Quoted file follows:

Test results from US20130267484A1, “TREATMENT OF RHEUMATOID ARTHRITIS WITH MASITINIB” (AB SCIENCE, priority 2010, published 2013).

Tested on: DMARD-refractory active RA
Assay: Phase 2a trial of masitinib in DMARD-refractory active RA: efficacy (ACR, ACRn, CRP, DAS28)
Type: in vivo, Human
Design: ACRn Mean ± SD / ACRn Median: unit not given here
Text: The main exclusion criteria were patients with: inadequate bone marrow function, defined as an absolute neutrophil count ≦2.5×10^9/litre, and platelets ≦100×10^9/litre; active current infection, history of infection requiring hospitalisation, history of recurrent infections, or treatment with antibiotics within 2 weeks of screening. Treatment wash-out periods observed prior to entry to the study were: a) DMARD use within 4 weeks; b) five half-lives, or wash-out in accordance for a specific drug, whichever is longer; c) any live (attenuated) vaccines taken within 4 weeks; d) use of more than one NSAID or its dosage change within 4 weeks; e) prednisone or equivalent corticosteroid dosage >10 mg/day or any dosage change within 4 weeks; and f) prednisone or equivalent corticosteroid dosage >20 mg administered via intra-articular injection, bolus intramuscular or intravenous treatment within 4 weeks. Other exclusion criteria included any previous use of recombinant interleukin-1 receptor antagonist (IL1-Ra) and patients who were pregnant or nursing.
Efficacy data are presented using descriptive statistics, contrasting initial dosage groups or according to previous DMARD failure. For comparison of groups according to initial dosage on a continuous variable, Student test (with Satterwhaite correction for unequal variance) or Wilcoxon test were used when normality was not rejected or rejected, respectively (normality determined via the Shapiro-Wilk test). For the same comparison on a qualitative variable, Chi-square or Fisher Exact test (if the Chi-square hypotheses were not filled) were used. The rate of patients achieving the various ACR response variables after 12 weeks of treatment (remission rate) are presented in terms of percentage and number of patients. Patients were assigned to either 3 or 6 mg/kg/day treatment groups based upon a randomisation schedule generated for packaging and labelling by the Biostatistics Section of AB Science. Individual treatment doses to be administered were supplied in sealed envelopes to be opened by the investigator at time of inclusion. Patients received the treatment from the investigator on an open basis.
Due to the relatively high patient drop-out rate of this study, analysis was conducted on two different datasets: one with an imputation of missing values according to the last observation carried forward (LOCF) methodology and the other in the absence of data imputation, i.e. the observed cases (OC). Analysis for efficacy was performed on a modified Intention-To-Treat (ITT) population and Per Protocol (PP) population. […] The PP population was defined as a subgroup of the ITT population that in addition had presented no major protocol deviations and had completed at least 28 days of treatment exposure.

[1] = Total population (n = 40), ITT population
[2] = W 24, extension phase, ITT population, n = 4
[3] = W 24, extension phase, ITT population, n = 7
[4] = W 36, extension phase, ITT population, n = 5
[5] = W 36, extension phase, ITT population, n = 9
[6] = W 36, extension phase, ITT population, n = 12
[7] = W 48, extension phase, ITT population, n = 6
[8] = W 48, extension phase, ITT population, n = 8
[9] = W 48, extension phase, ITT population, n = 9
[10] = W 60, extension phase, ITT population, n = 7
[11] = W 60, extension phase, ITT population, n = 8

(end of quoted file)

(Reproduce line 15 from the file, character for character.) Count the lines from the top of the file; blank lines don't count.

[7] = W 48, extension phase, ITT population, n = 6